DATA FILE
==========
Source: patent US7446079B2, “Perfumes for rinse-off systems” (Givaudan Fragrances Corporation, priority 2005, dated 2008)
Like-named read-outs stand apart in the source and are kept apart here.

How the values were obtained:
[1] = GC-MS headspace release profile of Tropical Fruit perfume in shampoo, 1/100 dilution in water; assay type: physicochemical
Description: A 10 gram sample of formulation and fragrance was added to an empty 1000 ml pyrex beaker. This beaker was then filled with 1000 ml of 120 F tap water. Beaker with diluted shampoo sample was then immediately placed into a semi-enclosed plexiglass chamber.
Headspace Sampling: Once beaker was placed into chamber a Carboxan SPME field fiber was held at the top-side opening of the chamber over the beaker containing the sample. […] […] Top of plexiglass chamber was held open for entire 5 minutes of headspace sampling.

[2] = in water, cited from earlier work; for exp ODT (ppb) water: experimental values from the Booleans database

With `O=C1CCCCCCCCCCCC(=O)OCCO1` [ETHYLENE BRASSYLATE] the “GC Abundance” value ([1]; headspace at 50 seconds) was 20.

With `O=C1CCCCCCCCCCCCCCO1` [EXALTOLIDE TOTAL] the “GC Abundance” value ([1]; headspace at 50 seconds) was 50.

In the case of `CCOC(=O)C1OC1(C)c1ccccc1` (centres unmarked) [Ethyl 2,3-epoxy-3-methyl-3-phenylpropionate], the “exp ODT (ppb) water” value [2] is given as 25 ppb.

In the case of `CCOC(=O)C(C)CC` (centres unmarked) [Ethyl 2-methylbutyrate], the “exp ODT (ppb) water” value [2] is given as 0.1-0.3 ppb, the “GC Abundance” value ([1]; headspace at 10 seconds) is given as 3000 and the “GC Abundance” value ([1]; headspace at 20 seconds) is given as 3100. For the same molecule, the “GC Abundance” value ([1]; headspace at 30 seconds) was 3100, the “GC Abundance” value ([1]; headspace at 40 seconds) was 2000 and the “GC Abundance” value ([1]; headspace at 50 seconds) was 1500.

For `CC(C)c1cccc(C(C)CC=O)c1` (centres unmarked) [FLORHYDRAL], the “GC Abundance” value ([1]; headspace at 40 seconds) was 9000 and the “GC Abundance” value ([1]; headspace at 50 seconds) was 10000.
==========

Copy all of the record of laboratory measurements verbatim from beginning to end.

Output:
Source: patent US7446079B2, “Perfumes for rinse-off systems” (Givaudan Fragrances Corporation, priority 2005, dated 2008)
Like-named read-outs stand apart in the source and are kept apart here.

How the values were obtained:
[1] = GC-MS headspace release profile of Tropical Fruit perfume in shampoo, 1/100 dilution in water; assay type: physicochemical
Description: A 10 gram sample of formulation and fragrance was added to an empty 1000 ml pyrex beaker. This beaker was then filled with 1000 ml of 120 F tap water. Beaker with diluted shampoo sample was then immediately placed into a semi-enclosed plexiglass chamber.
Headspace Sampling: Once beaker was placed into chamber a Carboxan SPME field fiber was held at the top-side opening of the chamber over the beaker containing the sample. […] […] Top of plexiglass chamber was held open for entire 5 minutes of headspace sampling.

[2] = in water, cited from earlier work; for exp ODT (ppb) water: experimental values from the Booleans database

With `O=C1CCCCCCCCCCCC(=O)OCCO1` [ETHYLENE BRASSYLATE] the “GC Abundance” value ([1]; headspace at 50 seconds) was 20.

With `O=C1CCCCCCCCCCCCCCO1` [EXALTOLIDE TOTAL] the “GC Abundance” value ([1]; headspace at 50 seconds) was 50.

In the case of `CCOC(=O)C1OC1(C)c1ccccc1` (centres unmarked) [Ethyl 2,3-epoxy-3-methyl-3-phenylpropionate], the “exp ODT (ppb) water” value [2] is given as 25 ppb.

In the case of `CCOC(=O)C(C)CC` (centres unmarked) [Ethyl 2-methylbutyrate], the “exp ODT (ppb) water” value [2] is given as 0.1-0.3 ppb, the “GC Abundance” value ([1]; headspace at 10 seconds) is given as 3000 and the “GC Abundance” value ([1]; headspace at 20 seconds) is given as 3100. For the same molecule, the “GC Abundance” value ([1]; headspace at 30 seconds) was 3100, the “GC Abundance” value ([1]; headspace at 40 seconds) was 2000 and the “GC Abundance” value ([1]; headspace at 50 seconds) was 1500.

For `CC(C)c1cccc(C(C)CC=O)c1` (centres unmarked) [FLORHYDRAL], the “GC Abundance” value ([1]; headspace at 40 seconds) was 9000 and the “GC Abundance” value ([1]; headspace at 50 seconds) was 10000.